The phone features a larger screen, larger battery and faster processor than its predecessor, the HTC One
HTC unveiled its new flagship smartphone the HTC One M8 today (March 25).
The device, which costs £529.95 SIM free, has a larger screen than the original HTC One, at five inches compared to 4.7 inches. Other changes include a five-megapixel front-facing camera compared to the original’s 2.1 megapixels.
The rear camera still has four ultrapixels, although the One M8 adds a ‘depth sensor’ which allows users to take 3D pictures and ‘post-edit’ shots (including re-focusing on a different object). The phone also features ‘duo flash’ (orange and green flash) which means more natural-looking photos, the manufacturer said.
Both the processor and battery have been improved – with the HTC One M8 featuring a Qualcomm Snapdragon 2.3GHz processor compared to the original’s 1.7GHz. The new device has a 2600mAh battery compared to the HTC One’s 2300mAh.
The HTC One M8 is also the first phone from the manufacturer to feature ‘motion launch’, which allows users to activate the home screen by double tapping it.
HTC said it will run the latest version of Android and its user interface ‘Sense 6’. Changes to the UI include allowing users of news aggregation software BlinkFeed to further customise the search for relevant information.
The HTC One M8 will come in three colours: grey, silver and ‘amber gold’.
The device will go on sale “soon” with EE, Vodafone, Three and O2 as well as Carphone Warehouse and Phones 4U.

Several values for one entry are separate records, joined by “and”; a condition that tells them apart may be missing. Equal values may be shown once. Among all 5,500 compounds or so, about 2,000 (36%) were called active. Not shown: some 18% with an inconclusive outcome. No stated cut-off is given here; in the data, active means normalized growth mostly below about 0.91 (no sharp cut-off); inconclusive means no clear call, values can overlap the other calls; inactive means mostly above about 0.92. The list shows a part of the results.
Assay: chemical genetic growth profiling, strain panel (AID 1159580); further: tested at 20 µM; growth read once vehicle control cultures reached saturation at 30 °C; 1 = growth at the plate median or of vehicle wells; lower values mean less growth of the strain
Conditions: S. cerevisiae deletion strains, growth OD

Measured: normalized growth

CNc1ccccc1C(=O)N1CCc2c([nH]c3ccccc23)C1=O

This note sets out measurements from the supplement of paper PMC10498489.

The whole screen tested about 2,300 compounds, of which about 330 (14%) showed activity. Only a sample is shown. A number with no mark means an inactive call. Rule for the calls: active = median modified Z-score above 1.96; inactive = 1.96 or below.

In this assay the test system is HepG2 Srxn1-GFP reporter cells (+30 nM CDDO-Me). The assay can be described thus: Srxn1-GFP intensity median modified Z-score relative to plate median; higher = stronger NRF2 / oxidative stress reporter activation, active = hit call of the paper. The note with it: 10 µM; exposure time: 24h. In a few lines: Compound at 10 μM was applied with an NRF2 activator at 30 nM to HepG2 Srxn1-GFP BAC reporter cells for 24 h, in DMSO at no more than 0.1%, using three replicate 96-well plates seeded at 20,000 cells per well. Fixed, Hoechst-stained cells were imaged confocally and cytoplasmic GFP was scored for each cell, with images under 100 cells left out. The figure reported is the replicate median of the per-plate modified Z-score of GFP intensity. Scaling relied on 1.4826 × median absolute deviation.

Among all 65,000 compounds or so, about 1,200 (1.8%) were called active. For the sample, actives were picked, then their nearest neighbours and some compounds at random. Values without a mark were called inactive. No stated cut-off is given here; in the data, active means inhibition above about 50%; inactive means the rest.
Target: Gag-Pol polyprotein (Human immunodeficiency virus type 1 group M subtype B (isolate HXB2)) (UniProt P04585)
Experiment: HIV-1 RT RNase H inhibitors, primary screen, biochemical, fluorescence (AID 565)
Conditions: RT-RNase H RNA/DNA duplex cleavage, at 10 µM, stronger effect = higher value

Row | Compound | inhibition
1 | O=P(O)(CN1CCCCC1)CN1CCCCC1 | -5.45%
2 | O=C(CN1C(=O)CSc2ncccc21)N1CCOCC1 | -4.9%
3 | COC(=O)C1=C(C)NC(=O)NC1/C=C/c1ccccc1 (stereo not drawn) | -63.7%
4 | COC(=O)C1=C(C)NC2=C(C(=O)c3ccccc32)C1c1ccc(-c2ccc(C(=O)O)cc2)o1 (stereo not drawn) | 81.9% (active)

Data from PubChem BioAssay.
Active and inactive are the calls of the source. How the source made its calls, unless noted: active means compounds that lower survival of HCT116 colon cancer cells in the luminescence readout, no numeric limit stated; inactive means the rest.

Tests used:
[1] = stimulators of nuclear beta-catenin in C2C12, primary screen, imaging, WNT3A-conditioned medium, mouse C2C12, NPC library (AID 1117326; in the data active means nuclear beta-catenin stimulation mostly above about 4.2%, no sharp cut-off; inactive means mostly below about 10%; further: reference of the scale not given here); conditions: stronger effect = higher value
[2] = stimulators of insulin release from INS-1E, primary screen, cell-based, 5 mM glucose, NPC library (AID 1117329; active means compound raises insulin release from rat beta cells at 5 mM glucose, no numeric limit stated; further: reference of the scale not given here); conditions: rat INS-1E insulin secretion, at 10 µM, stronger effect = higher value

HTC One M8 on the right, HTC One on the left.
As well as increasing the screen size, HTC has altered the design of the One M8 to bring the aluminium backing round the sides of the phone to meet the screen.
The aluminium has a brushed effect which HTC said makes it easy to distinguish from the original HTC One.
HTC One now ‘mid-range’
The HTC One M8 will be ranged alongside the company’s existing flagship device, the HTC One.
As a result the HTC One will now fall in price and into the ‘mid-range’ category. It will be similar in price to HTC’s Desire 816, which the company said is its ‘mid-range’ flagship.
Speaking to Mobile News UK, Nordic and partner markets vice president Peter Frolund said that although the HTC One and HTC One M8 are very similar, they can “co-exist” without customers immediately choosing the cheaper handset over the latest release.
“Whether there is enough difference between the old and new HTC One depends on who you are – the more budget-conscious customer will go for the HTC One.
“The HTC One is in no way outdated. The two devices have a lot in common but we still believe they can co-exist in the marketplace,” he said.
Lowering the price of the original HTC One will help the company win market share in the mid-tier segment. Last month it told Mobile News it wants to increase its market share in the UK to at least 10 per cent (currently 5.8 per cent) (see here).